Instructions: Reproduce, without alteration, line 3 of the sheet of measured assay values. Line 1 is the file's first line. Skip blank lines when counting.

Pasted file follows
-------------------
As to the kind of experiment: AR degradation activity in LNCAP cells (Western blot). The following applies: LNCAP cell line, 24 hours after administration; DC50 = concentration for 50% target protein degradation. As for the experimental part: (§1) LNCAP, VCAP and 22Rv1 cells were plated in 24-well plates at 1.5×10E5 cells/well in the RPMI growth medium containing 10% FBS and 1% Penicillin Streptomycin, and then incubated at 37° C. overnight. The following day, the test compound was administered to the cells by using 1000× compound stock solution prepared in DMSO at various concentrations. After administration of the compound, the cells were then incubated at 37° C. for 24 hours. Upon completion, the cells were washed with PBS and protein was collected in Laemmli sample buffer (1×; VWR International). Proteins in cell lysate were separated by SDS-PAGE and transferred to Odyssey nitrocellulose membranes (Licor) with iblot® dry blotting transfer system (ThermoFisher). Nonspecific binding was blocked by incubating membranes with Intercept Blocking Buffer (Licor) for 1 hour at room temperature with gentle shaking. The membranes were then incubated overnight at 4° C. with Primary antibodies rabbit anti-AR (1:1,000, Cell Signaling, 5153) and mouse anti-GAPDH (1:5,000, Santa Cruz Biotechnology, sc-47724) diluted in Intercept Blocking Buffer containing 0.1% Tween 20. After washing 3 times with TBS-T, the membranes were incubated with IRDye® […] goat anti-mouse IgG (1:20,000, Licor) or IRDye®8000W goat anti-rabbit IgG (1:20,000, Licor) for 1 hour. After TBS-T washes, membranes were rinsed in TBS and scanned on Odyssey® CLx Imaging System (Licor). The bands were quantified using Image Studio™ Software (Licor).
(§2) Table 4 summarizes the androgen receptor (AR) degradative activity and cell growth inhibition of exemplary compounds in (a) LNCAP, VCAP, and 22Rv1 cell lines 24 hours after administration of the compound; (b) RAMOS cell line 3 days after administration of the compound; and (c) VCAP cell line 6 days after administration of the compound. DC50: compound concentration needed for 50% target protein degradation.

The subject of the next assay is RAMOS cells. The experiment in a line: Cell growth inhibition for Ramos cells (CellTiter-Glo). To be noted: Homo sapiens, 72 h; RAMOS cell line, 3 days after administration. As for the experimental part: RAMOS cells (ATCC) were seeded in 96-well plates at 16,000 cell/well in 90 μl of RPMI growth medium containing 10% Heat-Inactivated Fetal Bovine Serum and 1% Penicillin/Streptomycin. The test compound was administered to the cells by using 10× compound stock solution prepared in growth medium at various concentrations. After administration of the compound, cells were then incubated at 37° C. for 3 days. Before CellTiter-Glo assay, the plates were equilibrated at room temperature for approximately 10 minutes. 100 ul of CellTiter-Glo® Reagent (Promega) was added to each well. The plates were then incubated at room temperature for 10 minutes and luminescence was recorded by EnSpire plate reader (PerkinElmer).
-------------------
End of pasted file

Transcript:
The subject of the next assay is RAMOS cells. The experiment in a line: Cell growth inhibition for Ramos cells (CellTiter-Glo). To be noted: Homo sapiens, 72 h; RAMOS cell line, 3 days after administration. As for the experimental part: RAMOS cells (ATCC) were seeded in 96-well plates at 16,000 cell/well in 90 μl of RPMI growth medium containing 10% Heat-Inactivated Fetal Bovine Serum and 1% Penicillin/Streptomycin. The test compound was administered to the cells by using 10× compound stock solution prepared in growth medium at various concentrations. After administration of the compound, cells were then incubated at 37° C. for 3 days. Before CellTiter-Glo assay, the plates were equilibrated at room temperature for approximately 10 minutes. 100 ul of CellTiter-Glo® Reagent (Promega) was added to each well. The plates were then incubated at room temperature for 10 minutes and luminescence was recorded by EnSpire plate reader (PerkinElmer).